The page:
TL;DR You need to set
LC_MESSAGES. For example:
The list of all supported locales from your machine can be obtained with:
locale -a and
locale -av for more details.
crontab(5) man page (
man -S5 crontab):
An active line in a crontab is either an environment setting or a cron command. An environment setting is of the form:
name = value
By default, cron sends a mail using the
Content-Type: header of
text/plain with the
charset= parameter set to the
charmap/codeset of the locale in which crond(8) is started up, i.e.,
either the default system locale, if no
LC_* environment variables are
set, or the locale specified by the
LC_* environment variables (see
locale(7)). Different character encodings can be used for mailing
cron job outputs by setting the
CONTENT_TRANSFER_ENCODING variables in a crontab to the correct
values of the mail headers of those names.
locale(7) man page (
man -S7 locale):
This category affects the language in which messages
are displayed and what an affirmative or negative answer looks like.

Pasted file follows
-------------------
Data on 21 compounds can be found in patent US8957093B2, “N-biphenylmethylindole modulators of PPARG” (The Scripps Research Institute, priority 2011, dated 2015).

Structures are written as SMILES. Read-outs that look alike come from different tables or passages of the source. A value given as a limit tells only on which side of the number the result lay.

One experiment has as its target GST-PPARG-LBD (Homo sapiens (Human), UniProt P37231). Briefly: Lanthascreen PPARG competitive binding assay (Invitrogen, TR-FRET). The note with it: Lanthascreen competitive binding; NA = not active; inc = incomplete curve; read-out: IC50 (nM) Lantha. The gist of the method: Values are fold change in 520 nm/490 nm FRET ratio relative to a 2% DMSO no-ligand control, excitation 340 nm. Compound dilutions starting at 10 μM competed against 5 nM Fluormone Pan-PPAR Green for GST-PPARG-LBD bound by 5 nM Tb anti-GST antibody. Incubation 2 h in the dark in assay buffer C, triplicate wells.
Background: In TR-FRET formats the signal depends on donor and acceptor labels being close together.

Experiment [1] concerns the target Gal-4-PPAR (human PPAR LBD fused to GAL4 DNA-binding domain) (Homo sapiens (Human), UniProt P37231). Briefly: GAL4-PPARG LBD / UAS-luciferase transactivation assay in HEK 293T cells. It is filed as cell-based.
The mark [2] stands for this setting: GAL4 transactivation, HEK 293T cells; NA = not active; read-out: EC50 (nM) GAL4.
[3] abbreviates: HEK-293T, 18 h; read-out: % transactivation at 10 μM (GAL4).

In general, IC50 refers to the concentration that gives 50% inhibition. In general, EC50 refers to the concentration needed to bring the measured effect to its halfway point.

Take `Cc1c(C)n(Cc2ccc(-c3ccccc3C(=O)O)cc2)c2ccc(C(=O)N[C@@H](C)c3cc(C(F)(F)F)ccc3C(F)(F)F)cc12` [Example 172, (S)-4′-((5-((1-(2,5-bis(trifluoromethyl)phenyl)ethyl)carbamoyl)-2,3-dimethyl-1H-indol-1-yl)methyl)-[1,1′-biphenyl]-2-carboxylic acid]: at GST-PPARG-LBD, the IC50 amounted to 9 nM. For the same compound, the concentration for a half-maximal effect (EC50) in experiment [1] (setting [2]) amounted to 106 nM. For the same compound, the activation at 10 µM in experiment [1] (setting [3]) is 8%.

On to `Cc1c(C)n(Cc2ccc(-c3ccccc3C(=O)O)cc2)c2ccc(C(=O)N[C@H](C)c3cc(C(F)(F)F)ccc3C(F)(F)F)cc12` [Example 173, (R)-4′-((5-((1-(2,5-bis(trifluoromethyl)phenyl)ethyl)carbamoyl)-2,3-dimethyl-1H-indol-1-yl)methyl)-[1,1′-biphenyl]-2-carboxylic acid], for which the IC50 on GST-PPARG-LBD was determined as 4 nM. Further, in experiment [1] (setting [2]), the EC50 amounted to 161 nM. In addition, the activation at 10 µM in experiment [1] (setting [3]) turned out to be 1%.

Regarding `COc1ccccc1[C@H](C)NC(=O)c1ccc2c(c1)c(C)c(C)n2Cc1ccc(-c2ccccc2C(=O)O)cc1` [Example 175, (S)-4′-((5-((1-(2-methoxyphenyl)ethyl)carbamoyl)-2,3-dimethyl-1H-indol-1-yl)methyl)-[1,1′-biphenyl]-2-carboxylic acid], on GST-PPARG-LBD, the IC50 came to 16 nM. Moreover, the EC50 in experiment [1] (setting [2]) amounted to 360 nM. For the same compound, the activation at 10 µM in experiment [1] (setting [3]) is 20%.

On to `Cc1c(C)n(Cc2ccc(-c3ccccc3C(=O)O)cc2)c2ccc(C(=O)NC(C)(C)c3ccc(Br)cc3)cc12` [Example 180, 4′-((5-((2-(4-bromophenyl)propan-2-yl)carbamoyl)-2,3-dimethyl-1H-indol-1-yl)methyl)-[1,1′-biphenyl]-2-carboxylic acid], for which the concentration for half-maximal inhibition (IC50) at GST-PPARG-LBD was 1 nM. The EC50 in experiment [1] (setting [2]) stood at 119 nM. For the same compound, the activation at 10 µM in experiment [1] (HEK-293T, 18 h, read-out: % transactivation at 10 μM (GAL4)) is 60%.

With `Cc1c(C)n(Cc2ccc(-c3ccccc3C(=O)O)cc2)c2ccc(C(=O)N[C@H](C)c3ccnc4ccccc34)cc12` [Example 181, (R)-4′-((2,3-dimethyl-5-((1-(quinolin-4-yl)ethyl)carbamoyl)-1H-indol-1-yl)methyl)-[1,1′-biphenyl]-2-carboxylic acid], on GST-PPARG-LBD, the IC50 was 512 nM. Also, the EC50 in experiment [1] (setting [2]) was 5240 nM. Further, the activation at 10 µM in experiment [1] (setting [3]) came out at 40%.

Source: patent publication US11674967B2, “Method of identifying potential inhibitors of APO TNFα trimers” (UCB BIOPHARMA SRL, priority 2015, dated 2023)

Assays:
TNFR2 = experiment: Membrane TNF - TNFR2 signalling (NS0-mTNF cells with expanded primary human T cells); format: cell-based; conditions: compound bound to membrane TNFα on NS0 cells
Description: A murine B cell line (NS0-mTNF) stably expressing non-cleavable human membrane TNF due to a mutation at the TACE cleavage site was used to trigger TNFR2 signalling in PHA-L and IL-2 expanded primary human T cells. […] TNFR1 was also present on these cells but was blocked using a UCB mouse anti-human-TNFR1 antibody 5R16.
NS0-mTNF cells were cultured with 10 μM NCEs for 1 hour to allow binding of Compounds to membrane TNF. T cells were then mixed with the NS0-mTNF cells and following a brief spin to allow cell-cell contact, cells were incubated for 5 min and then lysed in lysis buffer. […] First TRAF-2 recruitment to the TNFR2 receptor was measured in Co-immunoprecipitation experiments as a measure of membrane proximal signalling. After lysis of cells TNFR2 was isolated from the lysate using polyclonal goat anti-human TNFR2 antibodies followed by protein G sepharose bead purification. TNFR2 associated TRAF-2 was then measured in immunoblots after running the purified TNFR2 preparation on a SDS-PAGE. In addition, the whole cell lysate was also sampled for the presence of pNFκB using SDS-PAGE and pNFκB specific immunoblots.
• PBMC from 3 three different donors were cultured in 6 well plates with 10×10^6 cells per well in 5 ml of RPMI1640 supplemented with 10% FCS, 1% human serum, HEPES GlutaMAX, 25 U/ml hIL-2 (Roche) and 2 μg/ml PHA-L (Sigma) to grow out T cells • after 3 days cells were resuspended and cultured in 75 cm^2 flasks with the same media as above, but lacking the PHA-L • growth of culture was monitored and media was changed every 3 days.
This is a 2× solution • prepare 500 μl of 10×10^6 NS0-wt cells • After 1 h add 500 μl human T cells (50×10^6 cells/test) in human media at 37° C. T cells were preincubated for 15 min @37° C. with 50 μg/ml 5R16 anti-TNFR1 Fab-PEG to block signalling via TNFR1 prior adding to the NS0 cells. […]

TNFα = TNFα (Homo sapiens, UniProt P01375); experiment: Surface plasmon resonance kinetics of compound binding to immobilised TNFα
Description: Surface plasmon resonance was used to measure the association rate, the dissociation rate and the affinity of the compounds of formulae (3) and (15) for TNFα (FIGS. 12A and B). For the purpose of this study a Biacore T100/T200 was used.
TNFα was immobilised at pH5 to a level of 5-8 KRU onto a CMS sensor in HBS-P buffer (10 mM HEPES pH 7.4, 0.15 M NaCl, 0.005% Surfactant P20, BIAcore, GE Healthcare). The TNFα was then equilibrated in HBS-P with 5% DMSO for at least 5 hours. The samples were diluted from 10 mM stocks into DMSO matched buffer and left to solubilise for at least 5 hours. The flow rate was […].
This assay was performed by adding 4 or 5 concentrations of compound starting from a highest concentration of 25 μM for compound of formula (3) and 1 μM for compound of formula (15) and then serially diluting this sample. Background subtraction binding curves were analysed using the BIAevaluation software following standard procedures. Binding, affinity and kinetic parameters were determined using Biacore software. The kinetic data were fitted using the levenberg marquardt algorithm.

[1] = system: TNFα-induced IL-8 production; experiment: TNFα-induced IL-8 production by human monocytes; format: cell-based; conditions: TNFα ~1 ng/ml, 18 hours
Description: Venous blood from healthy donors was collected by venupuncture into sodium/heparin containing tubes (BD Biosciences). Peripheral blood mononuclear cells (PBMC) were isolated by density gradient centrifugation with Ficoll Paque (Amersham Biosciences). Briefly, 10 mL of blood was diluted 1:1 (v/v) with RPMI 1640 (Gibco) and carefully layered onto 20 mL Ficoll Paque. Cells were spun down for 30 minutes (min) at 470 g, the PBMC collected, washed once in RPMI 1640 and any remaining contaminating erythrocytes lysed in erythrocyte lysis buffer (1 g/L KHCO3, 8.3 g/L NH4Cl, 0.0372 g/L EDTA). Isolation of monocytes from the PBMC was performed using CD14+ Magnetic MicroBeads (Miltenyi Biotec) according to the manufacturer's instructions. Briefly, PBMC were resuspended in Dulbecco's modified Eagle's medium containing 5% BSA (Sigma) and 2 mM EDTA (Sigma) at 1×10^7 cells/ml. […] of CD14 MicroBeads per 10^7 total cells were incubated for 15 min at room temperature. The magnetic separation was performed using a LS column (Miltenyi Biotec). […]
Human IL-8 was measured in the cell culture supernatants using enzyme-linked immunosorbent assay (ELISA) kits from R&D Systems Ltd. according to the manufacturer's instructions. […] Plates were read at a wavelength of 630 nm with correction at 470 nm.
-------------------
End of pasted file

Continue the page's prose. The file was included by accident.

The GNU C library contains the
functions to ease the use of this information. The GNU gettext family
of functions also obey the environment variable
LANGUAGE (containing a
colon-separated list of locales) if the category is set to a valid
locale other than
C. This category also affects the behavior of
All of the above.
To troubleshoot the environment of a process, you can display it with the following command. Replace
<PID> with the process id of your cron job that is still running. You will need to test with a cronjob that takes a few minutes at least (e.g.
ps e -wwp <PID>